Following Lloyd’s ‘Vision 2025’, which was launched by David Cameron in the Lloyd’s building last year, Lloyd’s has been involved in developing ideas to assist in the recruitment of new private capital. The diversity of its capital base is seen by such as the rating agencies as one of Lloyd’s great strengths. Currently, only about 11% of its capacity is provided by individual members, most of whom are likely to pay tax at the top 50% higher rate (NB. In contrast, the corporate members of Lloyd’s only pay the much lower corporation tax rate). Lloyd’s would like to increase the amount of capital provided by individuals, as set out in its latest ‘Three-Year Plan’.

But it may prove to be a severe disincentive to such an increase if genuine losses, such as those suffered at Lloyd’s during the periods 1988 to 1992 and 1998 to 2001, will not in future continue to give rise to full and immediate tax relief against individuals’ other sources of income. Worse still, many individuals were only able to continue to underwrite at Lloyd’s, into the very profitable periods which followed each of the above loss making periods, because of such full and immediate loss relief. Had the current proposals already been in place at those times, without the requested Lloyd’s exemption, many more individuals would have had to resign from Lloyd’s, and HM Treasury would not then have received the substantial amounts of tax which it has received from such people ever since.

In summary, therefore, I ask you to request the Chancellor to insert again an exemption for Lloyd’s underwriters, similar to those contained within FA 2007 Schedule 4 and FA 2008 Schedule 21, because:-

  • HM Treasury will otherwise forego tax receipts in the future both from those who voluntarily decide not to underwrite at Lloyd’s in the future as a result of the new proposals and from those who are forced to resign following the next very major catastrophe through being left with insufficient assets in the absence of the mitigating loss relief which has applied to date;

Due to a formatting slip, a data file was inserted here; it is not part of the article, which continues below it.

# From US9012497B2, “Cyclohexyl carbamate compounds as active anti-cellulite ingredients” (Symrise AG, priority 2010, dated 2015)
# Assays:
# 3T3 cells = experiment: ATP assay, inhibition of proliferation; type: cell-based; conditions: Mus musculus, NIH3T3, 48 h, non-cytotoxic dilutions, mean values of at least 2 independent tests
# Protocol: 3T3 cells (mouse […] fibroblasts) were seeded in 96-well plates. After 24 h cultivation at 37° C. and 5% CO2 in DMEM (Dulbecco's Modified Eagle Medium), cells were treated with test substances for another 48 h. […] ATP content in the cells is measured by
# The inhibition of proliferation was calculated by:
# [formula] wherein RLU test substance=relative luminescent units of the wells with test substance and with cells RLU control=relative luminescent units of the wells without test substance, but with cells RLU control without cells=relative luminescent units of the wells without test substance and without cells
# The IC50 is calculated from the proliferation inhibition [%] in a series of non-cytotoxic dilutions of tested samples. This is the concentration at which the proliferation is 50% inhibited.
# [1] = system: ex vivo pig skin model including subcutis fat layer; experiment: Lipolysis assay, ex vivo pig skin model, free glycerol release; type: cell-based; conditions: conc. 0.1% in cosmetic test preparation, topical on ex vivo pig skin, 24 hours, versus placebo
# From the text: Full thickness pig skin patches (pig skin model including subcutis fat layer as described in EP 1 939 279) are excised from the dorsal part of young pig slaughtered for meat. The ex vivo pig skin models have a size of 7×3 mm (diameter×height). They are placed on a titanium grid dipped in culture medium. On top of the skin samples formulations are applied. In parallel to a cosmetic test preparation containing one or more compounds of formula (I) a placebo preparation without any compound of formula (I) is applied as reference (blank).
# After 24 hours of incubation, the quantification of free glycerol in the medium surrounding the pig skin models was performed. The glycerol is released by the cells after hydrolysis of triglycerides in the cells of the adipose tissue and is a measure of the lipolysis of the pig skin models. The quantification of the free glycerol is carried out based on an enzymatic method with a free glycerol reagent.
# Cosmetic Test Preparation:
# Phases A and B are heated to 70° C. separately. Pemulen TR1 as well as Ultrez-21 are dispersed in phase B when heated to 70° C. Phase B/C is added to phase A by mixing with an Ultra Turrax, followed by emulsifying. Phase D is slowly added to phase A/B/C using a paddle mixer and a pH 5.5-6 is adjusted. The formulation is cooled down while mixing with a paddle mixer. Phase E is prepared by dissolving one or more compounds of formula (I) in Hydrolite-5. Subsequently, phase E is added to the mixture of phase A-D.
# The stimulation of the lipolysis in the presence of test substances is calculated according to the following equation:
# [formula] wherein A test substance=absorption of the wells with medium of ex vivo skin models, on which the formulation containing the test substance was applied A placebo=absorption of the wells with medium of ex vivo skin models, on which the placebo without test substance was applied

• Lloyd’s will otherwise be damaged (see the final three paragraphs of Lloyd’s letter to HM Treasury attached); and
  • It is grossly unfair that otherwise an individual who suffers huge losses following a very major catastrophe, perhaps far greater than his other income, so that his overall position for the year is a huge loss, should nonetheless have to pay tax on his other income with only £50,000 of relief for his losses.

(NB. The Chancellor has suggested that it is sufficient for members of Lloyd’s to be able to carry forward their losses against future profits of the same trade, but such relief is woefully inadequate to deal with (i) to (iii) above, as the relief is then at best deferred until profitability is regained, perhaps several years later, and at worst is lost altogether as individuals are left with insufficient assets to continue underwriting at all. I hope that, on reflection, the Chancellor will understand this.)

Yours sincerely,

Anthony Young

Chief Executive, Association of Lloyd's Members, 100 Fenchurch Street, London EC3M 5LG